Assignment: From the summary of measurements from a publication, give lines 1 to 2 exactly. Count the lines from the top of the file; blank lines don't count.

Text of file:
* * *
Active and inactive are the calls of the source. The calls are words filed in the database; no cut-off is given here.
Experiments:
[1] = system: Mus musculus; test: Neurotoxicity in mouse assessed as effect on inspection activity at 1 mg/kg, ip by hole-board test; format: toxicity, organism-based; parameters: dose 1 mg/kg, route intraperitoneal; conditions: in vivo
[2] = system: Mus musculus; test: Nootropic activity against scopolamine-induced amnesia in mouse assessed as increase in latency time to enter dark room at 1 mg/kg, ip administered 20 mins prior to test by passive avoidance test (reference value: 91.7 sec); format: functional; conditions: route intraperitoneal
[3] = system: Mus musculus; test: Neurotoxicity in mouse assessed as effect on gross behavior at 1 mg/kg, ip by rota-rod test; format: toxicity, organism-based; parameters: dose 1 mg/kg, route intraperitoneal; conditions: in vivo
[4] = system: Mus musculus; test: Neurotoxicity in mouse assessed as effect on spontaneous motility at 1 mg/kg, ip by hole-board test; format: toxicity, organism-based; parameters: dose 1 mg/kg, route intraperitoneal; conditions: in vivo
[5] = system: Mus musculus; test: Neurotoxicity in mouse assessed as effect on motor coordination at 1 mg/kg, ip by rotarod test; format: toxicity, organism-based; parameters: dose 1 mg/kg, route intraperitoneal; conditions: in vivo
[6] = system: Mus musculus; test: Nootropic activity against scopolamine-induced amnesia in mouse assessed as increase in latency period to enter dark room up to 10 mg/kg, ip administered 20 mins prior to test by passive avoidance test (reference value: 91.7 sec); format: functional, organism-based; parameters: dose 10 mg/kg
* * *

Active and inactive are the calls of the source. The calls are words filed in the database; no cut-off is given here.
Experiments: